'How heavily hawked? Hope highly heeded Handschrift halfway hoodwinks whole host.' Professor David Denison
'Hugely hilarious - hope highly honoured.' Professor Michael Dobson
'Higher-order hypothesis hilarious! Here's hoping H Hamlet huge hit.' Jean Hegland ... whose novel, Still Time, incidentally, is a must-read for Shakespeare-lovers.
And from Professor Keith Johnson, who - in a post to the Shaksper website - introduces an issue that is now attracting considerable interest.
'David Crystal’s Unbelievable Hamlet Discovery hits on heavy and heretofore hidden hints about Hamlet’s history. Huge happenstance.
'Crystal’s H Quarto has implications for various areas of Shakespeare scholarship, including the field of Original Pronunciation, in which Crystal himself has been the guiding spirit. He has pointed out that in Early Modern English, an initial ‘h’ was often unpronounced. The first few lines of his H Quarto might then have read:
FRANCISCO ’o! ’enchman?
FRANCISCO ’ey, ’our ’eedfully ’eeded.
BARNARDO ’orological ’alfnight’s ’appened. ’op ’ome.
'Taken as a whole, there seems no doubt that the H Quarto gives us the longest stretch of uninterrupted h-dropping in the entire canon of English literature, including in the works of Dickens, with all his various Cockney h-droppers.
'There is, however, more to the h-dropping than phonetic quirk. The following thoughts occurred to me a couple of days ago (it is today 3rd April). The hero’s name, and the play’s title, start with a dropped h, so would have been pronounced ’Amlet. There is, however, a little-known vowel change (known as the ‘Quite Small Vowel Shift’) that took place in just a few streets in Stratford-upon-Avon for a few months in the 1600 period. It is one of the few sound changes in English that took place retrospectively. In it, today’s vowel came to be pronounced as the one in hot. It was not ’Amlet at all, but ’Omlet.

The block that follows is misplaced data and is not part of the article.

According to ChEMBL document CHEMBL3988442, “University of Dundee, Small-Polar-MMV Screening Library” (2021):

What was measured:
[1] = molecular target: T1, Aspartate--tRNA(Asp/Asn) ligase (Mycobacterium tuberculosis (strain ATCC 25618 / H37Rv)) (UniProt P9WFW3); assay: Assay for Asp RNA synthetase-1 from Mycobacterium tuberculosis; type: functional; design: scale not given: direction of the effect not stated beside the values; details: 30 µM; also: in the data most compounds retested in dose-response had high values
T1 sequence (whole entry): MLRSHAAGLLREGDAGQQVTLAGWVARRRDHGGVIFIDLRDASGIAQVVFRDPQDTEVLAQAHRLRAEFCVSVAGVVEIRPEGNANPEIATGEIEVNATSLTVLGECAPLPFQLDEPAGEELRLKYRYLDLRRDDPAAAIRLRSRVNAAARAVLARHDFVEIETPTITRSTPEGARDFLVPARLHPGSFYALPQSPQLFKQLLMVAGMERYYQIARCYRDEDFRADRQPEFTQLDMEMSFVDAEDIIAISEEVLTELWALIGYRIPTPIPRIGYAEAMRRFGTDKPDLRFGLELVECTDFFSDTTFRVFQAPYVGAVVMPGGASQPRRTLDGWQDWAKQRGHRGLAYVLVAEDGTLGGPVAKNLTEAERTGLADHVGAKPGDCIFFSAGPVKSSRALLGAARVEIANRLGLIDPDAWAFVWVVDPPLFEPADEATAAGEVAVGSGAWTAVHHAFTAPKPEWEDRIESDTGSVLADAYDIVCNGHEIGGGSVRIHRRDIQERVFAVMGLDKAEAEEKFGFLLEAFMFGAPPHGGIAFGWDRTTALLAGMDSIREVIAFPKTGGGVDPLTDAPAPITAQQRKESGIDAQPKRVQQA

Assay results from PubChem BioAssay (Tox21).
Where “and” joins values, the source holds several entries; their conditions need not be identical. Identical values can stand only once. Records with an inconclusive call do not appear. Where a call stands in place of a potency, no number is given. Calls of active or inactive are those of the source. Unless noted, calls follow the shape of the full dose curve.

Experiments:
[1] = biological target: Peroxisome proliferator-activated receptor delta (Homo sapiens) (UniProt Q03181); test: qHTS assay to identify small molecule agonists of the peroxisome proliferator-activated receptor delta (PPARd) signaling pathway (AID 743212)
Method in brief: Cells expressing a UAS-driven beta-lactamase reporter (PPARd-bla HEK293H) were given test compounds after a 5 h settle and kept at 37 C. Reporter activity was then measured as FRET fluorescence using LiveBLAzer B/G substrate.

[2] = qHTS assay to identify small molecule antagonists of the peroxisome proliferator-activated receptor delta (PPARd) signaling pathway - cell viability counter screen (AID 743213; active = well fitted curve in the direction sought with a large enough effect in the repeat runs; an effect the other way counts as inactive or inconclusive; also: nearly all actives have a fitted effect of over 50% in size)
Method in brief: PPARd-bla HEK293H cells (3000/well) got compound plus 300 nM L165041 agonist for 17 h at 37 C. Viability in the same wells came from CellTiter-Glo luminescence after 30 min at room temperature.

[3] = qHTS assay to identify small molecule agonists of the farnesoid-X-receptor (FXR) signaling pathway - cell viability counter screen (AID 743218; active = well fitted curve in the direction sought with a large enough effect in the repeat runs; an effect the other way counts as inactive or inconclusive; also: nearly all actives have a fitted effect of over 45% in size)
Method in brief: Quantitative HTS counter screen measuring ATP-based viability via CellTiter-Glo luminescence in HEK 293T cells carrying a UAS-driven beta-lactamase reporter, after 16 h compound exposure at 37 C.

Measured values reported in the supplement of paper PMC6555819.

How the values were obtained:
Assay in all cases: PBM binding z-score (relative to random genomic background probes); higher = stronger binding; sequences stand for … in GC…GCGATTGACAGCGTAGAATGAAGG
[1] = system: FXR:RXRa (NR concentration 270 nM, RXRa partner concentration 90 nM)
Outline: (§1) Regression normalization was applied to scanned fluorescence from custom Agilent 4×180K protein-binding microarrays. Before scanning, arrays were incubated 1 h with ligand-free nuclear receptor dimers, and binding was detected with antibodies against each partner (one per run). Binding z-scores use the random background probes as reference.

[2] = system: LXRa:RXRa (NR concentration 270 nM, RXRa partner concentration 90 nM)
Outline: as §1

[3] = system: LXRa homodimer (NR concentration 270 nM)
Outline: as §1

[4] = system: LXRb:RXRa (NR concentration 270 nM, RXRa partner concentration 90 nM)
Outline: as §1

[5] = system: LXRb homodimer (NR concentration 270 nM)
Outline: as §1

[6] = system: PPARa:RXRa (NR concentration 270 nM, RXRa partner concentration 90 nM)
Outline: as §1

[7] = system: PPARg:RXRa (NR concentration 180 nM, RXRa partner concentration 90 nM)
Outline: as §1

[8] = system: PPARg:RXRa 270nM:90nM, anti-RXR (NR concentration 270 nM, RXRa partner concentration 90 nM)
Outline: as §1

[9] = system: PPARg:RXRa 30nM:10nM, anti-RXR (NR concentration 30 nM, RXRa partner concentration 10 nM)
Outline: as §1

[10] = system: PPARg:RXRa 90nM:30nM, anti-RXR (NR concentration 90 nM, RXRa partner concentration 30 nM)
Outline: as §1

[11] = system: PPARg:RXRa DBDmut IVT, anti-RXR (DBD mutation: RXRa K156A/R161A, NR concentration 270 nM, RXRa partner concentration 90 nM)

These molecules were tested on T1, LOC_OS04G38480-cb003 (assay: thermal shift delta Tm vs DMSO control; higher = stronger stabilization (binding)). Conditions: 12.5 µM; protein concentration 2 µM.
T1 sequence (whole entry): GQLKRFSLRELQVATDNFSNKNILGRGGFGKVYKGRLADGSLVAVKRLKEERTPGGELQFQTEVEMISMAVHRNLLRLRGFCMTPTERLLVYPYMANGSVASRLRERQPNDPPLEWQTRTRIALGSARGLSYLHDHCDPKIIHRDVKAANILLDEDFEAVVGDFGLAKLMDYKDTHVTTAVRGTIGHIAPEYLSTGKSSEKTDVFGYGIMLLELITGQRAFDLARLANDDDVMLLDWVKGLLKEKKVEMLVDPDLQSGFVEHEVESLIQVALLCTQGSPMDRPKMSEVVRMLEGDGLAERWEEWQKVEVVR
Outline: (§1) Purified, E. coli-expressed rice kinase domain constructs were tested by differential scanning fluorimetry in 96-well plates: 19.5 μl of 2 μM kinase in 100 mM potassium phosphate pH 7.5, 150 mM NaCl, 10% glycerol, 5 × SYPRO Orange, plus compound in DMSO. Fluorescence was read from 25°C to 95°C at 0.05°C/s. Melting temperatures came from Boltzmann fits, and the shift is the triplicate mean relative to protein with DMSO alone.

'The word omelet first appeared in the language at around this period, and there is a little-known Elizabethan Cookbook entitled Chippes Withal (a title which, as it happens, the twentieth-century English playwright Arnold Wesker took for one of his plays). On the topic of omelets the book (written in verse) has this to say: Who wolde an omelette make, Perforce must egges brake. But this is just what the play previously known as Hamlet is about. In the process of becoming a fulfilled man, Hamlet creates mayhem. In culinary terms, eggs get broken.
'When Crystal next feels like a walk, one can only urge him to return to New House, and give his full attention to other broken drains. There may be other H Quartos to discover: The Happy Housewives of Henley, perhaps, and Hiems’ Homily (pronounced ’Iems ’Omily: the play about Leontes and ’ermione).'
It is entirely possible. And I suspect that the disturbed earth recently shown to be present in the radar scan of Shakespeare's grave is not an indication of a removed skull, as has been claimed, but of stolen manuscripts that were buried with the body.
Some scholars have sensed that Shakespeare's disorder was more deep-rooted than I claimed. Other letters may have been affected. This from Professor Tim Connell:
'And of course Love's Labours Lost bears out your theory, as does an early ms (doubtless amended by Condell and Heminge) of the Wicked Wives of Windsor.'
Peter Holland adds:
'David Crystal is to be congratulated on his remarkable discovery. I take it that the fact that the only non-h word I have identified is 'for' (p.76) is the consequence of its being the opening syllable of Fortinbras (the speaker of the stray word) and hence indicates Fortinbras' wish to hint at the otherwise unknown F quarto which would focus on Fortinbras' view of the whole narrative.
Or perhaps it's the long-surmised F quarto, known as the FQ. I recommend considering Midsummer Midnight's Musing too.'
Peter is to be congratulated on his close reading of the text. It is indeed the case that 'for' in the Fortinbras speech is the only instance of a non-h word, and I have long pondered the implications of this. There is some evidence that octolitteraphilia manifests itself in waves, and that, once a bout of h-activity has been released, normal letter usage resumes, temporarily. The fact that 'for' occurs at the very end of the play is indicative that this particular h-bout was about to run its course - presumably motivated by the new character name that was forming in Shakespeare's brain.